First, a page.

The United States November 8 midterm elections are not quite finished, as the Georgia Senate contest has gone to a runoff next Tuesday, with polls closing at 11am Wednesday AEDT.

At the November 8 election, Democrat Raphael Warnock won 49.4% and Republican Herschel Walker 48.5%. A Libertarian, with 2.1%, prevented a majority for either candidate, and so the runoff. Polls for the runoff suggest a close contest.

Democrats currently lead the Senate by 50-49. Even if Warnock loses, they will still control the Senate on Vice President Kamala Harris’ casting vote. But this election is important because Democrats face a very difficult Senate map in the 2024 elections.

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Of the 33 Senate seats up for election in 2024, 23 are Democrat-held and just ten Republican-held. Democrat-held seats include three states – West Virginia, Montana and Ohio – that Donald Trump won easily in both 2016 and 2020. Democrats need to win Georgia next week to have a realistic chance of keeping the Senate after the 2024 elections.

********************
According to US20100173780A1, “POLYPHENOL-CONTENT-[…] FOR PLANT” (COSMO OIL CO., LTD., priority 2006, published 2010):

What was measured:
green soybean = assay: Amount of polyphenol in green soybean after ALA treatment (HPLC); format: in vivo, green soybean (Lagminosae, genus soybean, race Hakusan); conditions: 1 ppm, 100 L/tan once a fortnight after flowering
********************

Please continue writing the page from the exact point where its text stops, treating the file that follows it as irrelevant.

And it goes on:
Republicans likely won the House of Representatives on November 8 by a margin of 222-213 over Democrats, the exact reverse of Democrats’ 222-213 majority after the 2020 elections. Republicans lead the overall House popular vote by 50.7-47.8 according to the Cook Political Report.

Adrian Beaumont, Election Analyst (Psephologist) at The Conversation; and Honorary Associate, School of Mathematics and Statistics, The University of Melbourne

This article is republished from The Conversation under a Creative Commons license. Read the original article.